Food & Drink

Labor Day Calls for Charcuterie

Construct the Ultimate Meat-and-Cheese Board With These Expert Tips

North Italia

This Labor Day, you deserve to relax. To take some time for yourself, free from the demands of daily life, with a comfortable chair, cold drinks and good food within reach.

So, cooking an elaborate meal is out of the question.

But putting things on a board and then eating them... that you can handle.

The Ultimate Labor Day Charcuterie Board

To provide you with inspiration and instructions on building an enviable meat-and-cheese-and-more board, we enlisted some experts. See below for their pro tips, then kick back and enjoy your day off.

Buddy V’s Ristorante

Know Your Audience

At North Italia, the Chef’s Board features prosciutto di parma, pecorino Toscano, crescenza, grilled piquillo pepper, pesto zucchini, Castelvetrano olives, marcona almonds, fig mostarda and grilled bread. You... don't have to be quite so thorough. But you can learn something from Chef Carlos Calderon.

The first thing you need to decide is the audience and the occasion. Do you want something light for an appetizer, or something heavier to fill people up? Are you serving 50 guests, or just creating something quick for two? "The goal is to create a balanced board with the items presented," says Calderon. "You want a variety of items for all palates that’d be best enjoyed over conversation."

Start with Meat and Cheese

That seems pretty obvious for a meat-and-cheese board, but still, take heed. “Start with meat and cheese and build from there," says Calderon. "Salty with something sweet, heavy with something lighter.”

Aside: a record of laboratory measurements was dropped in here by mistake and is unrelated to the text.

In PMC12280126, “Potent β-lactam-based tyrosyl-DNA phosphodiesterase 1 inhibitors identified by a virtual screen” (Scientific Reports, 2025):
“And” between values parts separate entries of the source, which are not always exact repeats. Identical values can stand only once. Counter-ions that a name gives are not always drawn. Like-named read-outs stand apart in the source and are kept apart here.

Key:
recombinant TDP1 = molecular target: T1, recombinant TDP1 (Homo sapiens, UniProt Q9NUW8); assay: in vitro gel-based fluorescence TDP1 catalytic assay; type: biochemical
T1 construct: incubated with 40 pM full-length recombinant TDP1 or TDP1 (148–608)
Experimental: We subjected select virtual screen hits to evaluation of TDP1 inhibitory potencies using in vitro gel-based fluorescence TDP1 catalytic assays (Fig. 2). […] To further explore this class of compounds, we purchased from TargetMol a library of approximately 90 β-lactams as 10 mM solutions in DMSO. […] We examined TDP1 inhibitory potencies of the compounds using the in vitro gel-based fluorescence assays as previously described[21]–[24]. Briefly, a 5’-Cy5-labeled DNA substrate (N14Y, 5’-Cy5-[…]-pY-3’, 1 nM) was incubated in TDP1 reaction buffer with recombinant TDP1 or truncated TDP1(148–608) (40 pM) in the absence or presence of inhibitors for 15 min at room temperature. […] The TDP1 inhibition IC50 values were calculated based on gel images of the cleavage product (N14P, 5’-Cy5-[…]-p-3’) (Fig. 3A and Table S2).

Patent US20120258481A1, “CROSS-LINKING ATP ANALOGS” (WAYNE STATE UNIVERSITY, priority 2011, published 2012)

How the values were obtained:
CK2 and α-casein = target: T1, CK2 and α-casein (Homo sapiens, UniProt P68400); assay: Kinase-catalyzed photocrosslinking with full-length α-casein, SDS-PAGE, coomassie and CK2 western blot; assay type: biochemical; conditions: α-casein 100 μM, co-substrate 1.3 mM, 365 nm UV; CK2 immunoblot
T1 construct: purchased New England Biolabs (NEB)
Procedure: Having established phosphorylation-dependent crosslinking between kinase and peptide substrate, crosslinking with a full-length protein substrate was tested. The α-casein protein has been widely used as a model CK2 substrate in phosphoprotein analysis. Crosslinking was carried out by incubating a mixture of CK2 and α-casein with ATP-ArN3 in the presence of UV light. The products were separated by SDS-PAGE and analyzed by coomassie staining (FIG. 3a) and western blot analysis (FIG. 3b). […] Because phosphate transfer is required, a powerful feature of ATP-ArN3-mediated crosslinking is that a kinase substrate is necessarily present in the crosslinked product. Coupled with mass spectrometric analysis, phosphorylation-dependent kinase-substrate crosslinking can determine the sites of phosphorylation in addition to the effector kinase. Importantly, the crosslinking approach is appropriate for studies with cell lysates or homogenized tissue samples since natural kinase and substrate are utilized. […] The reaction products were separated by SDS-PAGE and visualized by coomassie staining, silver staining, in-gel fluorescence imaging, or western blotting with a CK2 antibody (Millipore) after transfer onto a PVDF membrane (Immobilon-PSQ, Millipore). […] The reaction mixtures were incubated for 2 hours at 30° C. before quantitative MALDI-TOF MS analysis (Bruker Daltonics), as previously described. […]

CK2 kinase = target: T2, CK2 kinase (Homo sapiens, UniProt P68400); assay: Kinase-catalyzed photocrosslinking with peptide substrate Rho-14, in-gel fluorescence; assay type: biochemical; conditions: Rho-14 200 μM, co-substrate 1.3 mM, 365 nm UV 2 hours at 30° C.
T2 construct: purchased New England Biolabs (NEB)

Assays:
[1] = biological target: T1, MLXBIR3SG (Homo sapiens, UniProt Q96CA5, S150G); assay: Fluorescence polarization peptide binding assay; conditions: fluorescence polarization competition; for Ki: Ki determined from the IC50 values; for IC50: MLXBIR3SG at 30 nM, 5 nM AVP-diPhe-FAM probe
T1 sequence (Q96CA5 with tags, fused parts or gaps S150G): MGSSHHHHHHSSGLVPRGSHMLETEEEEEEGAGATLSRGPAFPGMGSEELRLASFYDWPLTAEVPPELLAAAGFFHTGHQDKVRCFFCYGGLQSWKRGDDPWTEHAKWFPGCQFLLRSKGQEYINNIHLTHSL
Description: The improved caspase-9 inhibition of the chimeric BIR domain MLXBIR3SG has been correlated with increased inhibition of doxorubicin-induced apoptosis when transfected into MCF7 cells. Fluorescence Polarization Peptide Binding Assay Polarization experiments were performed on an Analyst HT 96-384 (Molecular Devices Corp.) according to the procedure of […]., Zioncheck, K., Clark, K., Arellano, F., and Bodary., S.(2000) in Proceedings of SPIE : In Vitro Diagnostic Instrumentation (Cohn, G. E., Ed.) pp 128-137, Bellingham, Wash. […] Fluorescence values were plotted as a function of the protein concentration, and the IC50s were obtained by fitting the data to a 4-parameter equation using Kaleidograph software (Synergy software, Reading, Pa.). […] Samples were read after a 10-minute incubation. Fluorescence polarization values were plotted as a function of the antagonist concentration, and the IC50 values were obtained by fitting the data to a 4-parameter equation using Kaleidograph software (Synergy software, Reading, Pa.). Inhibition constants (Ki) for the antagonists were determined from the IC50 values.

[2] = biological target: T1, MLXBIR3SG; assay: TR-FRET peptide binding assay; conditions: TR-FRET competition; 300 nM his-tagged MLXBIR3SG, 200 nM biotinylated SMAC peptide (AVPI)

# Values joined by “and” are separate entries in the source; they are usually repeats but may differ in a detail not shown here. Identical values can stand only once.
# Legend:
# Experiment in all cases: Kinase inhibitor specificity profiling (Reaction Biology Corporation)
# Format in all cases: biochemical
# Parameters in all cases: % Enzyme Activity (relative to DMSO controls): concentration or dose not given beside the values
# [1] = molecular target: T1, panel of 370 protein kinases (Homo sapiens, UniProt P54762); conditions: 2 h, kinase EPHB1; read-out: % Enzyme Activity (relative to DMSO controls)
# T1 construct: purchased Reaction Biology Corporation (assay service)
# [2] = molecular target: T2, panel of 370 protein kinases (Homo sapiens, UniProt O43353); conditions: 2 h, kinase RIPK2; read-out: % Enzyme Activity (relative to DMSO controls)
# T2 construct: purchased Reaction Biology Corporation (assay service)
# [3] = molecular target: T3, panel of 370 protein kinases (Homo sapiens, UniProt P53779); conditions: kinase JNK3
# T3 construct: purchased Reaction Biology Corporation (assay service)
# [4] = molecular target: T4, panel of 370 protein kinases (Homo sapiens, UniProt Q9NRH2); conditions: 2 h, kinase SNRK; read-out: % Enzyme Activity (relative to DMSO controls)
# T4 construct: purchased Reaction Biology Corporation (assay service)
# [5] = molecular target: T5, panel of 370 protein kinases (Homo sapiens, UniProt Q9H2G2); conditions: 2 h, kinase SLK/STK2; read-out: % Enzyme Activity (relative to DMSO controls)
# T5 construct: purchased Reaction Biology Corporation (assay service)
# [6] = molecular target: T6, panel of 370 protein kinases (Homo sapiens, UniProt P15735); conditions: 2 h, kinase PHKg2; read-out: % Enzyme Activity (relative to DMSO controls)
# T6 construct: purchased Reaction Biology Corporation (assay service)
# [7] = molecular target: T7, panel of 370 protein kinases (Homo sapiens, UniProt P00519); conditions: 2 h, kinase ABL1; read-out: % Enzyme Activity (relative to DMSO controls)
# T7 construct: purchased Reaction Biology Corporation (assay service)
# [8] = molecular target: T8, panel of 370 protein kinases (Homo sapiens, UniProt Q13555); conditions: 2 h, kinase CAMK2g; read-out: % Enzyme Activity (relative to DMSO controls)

Jesse Maldonado, head chef at Estiatorio Milos in Las Vegas, agrees. At his restaurant, he creates a Mediterranean twist on classic charcuterie with Greek bottarga—salted, cured fish roe—plus assorted cheeses, grilled eggplant, olives, spreads, crostini and black sesame lavosh. "Decide what kind of meat you would like to serve and then the cheeses," he says. "Complement those with dips and/or spreads along with something sweet. If you have all of these items, you will have a well-balanced board that will keep the palate interested."

Acid Is Your Friend

Load up your board with fatty meats and cheeses, and you'll be dying for something to cut the richness. That's where items like pickles and olives come into play, says Buddy V's Executive Chef Bryan Forgione. His Salumi & Cheese Board features multiple meats and cheeses, plus olives, pickled vegetables and grilled bread.

"They really balance things out," he says. "The acidity [of the pickles] plays well in contrast with the richness and complex flavors of the meats and cheeses." Bread is another winner that provides a more neutral contrast to the other flavors. "The grilled bread is a great vessel, and the grill adds another level of flavor to the board," adds Forgione.

Create the Perfect Bite

“I love Greek bottarga because it has all the elements of a perfectly balanced bite: saltiness from the fish, brine flavor from the capers, a touch of sweetness from the eggplant puree and crunch from the crostini,” says Maldonado. You don't have to serve bottarga, of course, but it'll help to consider how each individual component will get along with its neighbor. 

Don't Neglect the Drinks

Obviously any good charcuterie board needs something to drink alongside it. "Consider all the elements, such as what wine you are serving," says Maldonado. "You want to create a nice dish around the wine." Same goes for beer and cocktails. Rather than making drinks an afterthought, consider what you're serving, and try to pair the food with the drink. A crisp white wine, refreshing pilsner or farmhouse-style saison is a great foil to heavier meats and cheeses.

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